Student Found Not Guilty Thanks to Video at First Occupy Wall Street Trial

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Photo: John Moore/Getty Images

Alexander Arbuckle, the defendant in the first Occupy Wall Street case to actually go to trial, has been acquitted after video of the incident in question showed him breaking no laws. The best part: Arbuckle was hoping to defend police officers working at Occupy protests with his NYU photojournalism project when he was arrested and charged with disorderly conduct for allegedly blocking the street. "I felt the police had been treated unfairly on the media," he told the Village Voice. "All the focus was on the conflict and the worst instances of brutality and aggression, where most of the police I met down there were really professional and restrained."

Arbuckle's schoolwork brought him to a January 1 march, where luckily Occupy's most diligent live-streamer Tim Pool was taping the action. In the clip, later used as evidence along with the NYPD's own video footage, protesters are clearly seen using the sidewalk like they were asked to, with only the swarm of officers blocking traffic. (Pool's video can be seen here, with the arrest action taking place around minute 35.)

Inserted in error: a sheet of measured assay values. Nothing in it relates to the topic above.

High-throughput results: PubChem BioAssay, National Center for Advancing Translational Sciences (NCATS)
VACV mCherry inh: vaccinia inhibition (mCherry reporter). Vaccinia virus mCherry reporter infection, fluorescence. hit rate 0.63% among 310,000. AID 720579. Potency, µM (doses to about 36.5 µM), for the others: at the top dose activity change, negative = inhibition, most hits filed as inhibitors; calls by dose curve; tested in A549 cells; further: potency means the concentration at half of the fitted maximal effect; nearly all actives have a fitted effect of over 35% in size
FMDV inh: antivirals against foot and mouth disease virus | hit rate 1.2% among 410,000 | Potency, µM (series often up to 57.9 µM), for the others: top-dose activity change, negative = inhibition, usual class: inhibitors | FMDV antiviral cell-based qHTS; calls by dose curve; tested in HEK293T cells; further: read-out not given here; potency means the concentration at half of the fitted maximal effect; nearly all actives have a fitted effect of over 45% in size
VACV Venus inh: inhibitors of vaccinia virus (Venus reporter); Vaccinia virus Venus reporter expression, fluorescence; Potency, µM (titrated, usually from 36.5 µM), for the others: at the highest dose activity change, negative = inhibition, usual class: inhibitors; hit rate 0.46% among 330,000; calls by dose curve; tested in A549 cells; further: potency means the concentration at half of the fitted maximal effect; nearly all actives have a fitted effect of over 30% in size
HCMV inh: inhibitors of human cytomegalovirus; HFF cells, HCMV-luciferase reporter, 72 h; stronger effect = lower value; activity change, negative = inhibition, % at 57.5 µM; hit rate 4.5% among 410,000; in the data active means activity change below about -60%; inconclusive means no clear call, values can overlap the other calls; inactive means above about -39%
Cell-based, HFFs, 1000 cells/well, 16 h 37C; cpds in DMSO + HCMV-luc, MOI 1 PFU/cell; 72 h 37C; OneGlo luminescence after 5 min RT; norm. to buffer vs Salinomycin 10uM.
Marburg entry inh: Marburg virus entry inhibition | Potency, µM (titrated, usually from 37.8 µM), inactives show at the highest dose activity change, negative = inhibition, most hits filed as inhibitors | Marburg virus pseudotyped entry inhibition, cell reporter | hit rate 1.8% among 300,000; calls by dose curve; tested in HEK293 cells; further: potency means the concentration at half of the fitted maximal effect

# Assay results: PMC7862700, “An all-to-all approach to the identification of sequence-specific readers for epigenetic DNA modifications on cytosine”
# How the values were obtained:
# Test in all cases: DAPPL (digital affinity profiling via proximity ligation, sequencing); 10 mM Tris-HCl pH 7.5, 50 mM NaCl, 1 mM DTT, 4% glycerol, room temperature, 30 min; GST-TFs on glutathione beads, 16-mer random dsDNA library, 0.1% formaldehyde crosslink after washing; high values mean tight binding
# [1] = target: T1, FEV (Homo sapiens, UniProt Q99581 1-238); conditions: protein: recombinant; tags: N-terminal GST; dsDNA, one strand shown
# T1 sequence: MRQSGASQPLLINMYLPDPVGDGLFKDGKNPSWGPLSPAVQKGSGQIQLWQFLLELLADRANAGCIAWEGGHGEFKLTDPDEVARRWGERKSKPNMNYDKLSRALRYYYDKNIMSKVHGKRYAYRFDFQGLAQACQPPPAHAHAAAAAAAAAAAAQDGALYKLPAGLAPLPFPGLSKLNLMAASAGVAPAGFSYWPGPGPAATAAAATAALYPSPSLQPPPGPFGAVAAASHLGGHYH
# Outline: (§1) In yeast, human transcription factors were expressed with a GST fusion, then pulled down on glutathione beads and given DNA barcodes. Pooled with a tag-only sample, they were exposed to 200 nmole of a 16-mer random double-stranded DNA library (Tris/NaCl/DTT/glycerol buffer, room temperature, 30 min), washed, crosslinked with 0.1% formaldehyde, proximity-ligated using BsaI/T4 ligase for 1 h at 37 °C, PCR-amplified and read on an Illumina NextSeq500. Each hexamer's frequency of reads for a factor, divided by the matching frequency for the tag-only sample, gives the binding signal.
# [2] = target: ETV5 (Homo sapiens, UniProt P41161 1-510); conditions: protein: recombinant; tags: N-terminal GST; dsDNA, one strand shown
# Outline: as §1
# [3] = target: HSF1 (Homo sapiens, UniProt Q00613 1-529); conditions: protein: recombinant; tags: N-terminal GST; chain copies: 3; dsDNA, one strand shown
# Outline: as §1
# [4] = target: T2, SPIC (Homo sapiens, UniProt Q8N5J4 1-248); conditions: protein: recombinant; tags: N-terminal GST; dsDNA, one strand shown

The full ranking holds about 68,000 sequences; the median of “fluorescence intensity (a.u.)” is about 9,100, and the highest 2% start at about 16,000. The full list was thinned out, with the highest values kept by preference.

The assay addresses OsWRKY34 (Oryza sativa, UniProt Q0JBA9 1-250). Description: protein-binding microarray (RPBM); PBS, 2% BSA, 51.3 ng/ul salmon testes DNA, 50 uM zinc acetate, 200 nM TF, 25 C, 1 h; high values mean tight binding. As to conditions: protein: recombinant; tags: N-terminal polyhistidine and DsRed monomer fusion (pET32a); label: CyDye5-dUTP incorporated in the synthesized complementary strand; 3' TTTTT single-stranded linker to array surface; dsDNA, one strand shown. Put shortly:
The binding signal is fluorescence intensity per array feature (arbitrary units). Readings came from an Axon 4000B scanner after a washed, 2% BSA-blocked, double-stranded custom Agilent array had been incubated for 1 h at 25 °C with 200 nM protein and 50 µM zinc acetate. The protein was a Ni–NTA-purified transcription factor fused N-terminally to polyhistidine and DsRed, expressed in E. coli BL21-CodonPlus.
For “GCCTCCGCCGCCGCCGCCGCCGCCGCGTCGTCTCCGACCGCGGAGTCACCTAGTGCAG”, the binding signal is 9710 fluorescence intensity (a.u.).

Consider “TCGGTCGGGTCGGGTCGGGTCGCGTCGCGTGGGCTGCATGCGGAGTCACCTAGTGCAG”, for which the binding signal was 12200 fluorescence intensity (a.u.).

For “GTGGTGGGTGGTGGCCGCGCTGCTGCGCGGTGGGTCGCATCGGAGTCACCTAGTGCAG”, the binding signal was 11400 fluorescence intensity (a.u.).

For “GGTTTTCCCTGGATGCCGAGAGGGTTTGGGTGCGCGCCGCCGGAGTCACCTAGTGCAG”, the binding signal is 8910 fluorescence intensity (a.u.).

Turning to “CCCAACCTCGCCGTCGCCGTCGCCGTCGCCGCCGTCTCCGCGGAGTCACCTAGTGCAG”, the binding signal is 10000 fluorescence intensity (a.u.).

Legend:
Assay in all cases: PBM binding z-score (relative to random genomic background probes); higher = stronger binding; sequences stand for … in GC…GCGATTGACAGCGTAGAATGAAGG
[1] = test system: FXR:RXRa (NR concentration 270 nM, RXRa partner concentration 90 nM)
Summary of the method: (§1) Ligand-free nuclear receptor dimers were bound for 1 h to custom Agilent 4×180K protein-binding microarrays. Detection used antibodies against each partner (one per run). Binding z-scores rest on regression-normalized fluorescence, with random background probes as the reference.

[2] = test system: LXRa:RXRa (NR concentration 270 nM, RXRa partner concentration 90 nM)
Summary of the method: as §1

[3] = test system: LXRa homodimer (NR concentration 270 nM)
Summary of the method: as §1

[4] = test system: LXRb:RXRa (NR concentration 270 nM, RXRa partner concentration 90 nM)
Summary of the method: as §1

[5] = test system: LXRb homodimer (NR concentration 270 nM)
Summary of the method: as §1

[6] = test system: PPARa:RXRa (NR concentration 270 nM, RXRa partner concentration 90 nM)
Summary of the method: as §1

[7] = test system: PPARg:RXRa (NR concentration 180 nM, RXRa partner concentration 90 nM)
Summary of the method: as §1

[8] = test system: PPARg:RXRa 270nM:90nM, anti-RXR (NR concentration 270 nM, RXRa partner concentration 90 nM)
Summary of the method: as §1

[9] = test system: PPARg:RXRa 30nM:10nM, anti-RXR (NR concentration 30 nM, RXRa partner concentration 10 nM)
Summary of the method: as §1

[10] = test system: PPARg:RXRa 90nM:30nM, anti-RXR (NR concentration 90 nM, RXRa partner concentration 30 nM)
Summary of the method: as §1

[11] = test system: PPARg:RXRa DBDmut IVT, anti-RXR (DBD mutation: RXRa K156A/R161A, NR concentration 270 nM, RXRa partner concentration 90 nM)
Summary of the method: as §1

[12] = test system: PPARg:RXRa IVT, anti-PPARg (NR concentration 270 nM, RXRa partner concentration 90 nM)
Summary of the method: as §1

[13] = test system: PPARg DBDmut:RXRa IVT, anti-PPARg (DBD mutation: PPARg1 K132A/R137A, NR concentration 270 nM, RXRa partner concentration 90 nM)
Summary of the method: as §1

"What's happening is very similar to what happened in 2004 with the Republican National Convention," Arbuckle's lawyer told the Voice. "It's just a symptom of how the NYPD treats dissent. But what has changed is that there is more prevalence of video. It really makes our job a lot easier to have that video." This "dissenter" just happened to be a potential ally.